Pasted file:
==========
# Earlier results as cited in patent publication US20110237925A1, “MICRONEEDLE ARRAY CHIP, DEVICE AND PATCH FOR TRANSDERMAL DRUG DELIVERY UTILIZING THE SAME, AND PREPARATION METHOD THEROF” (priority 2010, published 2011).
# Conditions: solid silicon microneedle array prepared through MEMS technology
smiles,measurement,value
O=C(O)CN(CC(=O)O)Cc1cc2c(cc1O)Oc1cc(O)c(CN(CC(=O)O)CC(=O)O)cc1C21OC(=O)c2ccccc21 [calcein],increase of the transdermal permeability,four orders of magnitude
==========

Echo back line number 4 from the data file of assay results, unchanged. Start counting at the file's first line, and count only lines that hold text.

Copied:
O=C(O)CN(CC(=O)O)Cc1cc2c(cc1O)Oc1cc(O)c(CN(CC(=O)O)CC(=O)O)cc1C21OC(=O)c2ccccc21 [calcein],increase of the transdermal permeability,four orders of magnitude